A Diagnosis is Not Defeat
How struggling with failure led to my ADHD diagnosis and changed my experience with work, life, and my faith.
I’ll be the first one to admit that I’ve been a perfectionist my entire life. I’ve gotten the grades without trying, achieved the highest test scores, did double degrees in college, set a good example for my siblings coming after me. I was proud of being a teacher’s pet. I relished being the golden standard. I was good at anything I put my mind to when it came down to it.
And when I started to fail at my first job out of college — in the fancy city of San Francisco, ahead of many peers looking for jobs, and before I even officially graduated — it felt like the cracks I’d worked so hard to fill with accomplishments, praise, and new projects, grew wider and wider with each “this doesn’t meet our standard of perfection.”
Hear me out before I launch into this next bit: a job that asks you if you have a tendency towards perfectionism — and hires you if you say yes — is likely not a job you want to work at.
When I left that job two years ago, I carried the weight of what I felt was a failure with me everywhere I went. I was bitter and ashamed that I wasn’t deemed good enough when I felt like I’d given everything to that job. I was very sensitive to rejection of any kind, and since my life mostly consisted of social interactions at this point, being left out put me in a rut.
In my six-month search for a job, I did spend a lot of time at church. I’m talking like, spending five hours mulling around my home parish on Sundays, hanging out for daily Mass three to four days a week, a lot (noting that this might not be that much time to some folks out there, but for me — yowza, I got a lot of Jesus time in). But despite the time I spent at church, I saw very little when it came to fruit during this time.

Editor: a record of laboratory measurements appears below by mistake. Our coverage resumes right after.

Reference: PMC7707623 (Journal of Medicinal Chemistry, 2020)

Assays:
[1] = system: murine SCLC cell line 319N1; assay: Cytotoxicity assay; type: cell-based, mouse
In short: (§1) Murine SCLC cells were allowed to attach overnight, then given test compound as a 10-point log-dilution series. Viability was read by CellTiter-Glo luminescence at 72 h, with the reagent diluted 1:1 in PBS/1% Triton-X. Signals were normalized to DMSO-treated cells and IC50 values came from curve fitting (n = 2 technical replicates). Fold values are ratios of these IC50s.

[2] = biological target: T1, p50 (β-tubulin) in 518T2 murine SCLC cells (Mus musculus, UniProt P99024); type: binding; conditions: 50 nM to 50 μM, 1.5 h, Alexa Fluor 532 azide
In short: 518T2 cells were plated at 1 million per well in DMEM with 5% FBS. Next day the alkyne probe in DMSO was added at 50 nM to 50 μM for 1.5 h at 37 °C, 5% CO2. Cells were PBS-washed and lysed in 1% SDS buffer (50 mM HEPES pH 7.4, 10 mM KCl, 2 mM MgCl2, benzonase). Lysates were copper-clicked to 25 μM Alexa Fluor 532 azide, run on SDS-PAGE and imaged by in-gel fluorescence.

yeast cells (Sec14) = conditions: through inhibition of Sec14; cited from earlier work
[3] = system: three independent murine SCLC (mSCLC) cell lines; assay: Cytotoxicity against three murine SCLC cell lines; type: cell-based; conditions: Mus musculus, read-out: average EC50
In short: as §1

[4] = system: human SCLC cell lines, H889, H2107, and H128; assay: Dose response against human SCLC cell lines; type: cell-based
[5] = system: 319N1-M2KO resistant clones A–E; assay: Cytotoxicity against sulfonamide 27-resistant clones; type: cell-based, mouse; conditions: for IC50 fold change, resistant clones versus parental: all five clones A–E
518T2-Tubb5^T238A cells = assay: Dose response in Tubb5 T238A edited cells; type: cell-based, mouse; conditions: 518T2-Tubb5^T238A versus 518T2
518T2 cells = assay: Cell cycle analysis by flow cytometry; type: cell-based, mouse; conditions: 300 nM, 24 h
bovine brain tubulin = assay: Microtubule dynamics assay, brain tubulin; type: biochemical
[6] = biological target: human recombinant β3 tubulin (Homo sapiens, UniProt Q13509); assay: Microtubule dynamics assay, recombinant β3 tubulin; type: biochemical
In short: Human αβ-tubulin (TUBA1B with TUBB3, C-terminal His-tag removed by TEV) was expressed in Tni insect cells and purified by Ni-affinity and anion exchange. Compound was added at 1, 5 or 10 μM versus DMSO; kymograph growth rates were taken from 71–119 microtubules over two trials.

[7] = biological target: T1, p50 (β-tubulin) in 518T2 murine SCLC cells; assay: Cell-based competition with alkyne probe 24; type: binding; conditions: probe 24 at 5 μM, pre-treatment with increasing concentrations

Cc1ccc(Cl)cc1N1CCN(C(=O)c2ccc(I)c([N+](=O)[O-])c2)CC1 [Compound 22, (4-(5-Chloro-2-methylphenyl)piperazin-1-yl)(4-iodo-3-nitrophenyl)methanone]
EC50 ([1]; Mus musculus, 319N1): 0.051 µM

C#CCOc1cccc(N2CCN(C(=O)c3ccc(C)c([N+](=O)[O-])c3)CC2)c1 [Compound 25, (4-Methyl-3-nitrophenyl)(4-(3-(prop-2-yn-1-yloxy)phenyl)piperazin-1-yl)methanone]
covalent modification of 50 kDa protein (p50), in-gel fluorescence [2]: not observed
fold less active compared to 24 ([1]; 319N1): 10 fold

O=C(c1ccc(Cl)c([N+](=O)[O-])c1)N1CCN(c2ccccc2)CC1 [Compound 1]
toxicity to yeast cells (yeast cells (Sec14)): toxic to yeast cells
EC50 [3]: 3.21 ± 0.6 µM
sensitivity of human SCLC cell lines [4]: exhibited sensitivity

My life was much the same for the next year — despite finding a great new job, moving home, seeing old friends, getting into new habits — those feelings still followed me around. I was lost in constant daydreams, under stimulated by day-to-day things, constantly distracted, easily agitated, and overly defensive.
When I told you before that I’m a perfectionist, I didn’t mean it in the ‘I do everything right. I make everything perfect’ way. What I meant to tell you is that I am deeply imperfect, but I will polish and shine the things that I’ve done so that they’re blinding when you try to look at me. Nobody wants to admit that kind of truth about themselves. It hurts to have to be that truthful when the world is full of square images of people who are ‘living their best lives,’ and we so desperately want to be like that. Not many people post about the days when life is hard, or simply okay. So what happens when you’re forced to live out what feels like your life’s biggest failure in front of everyone?
You have to tell the truth: to family, to friends, to strangers who may or may not hire you. But more importantly, you have to tell the truth to yourself, and to God.
When you stop covering up the failure and hurt — that’s when things begin to change.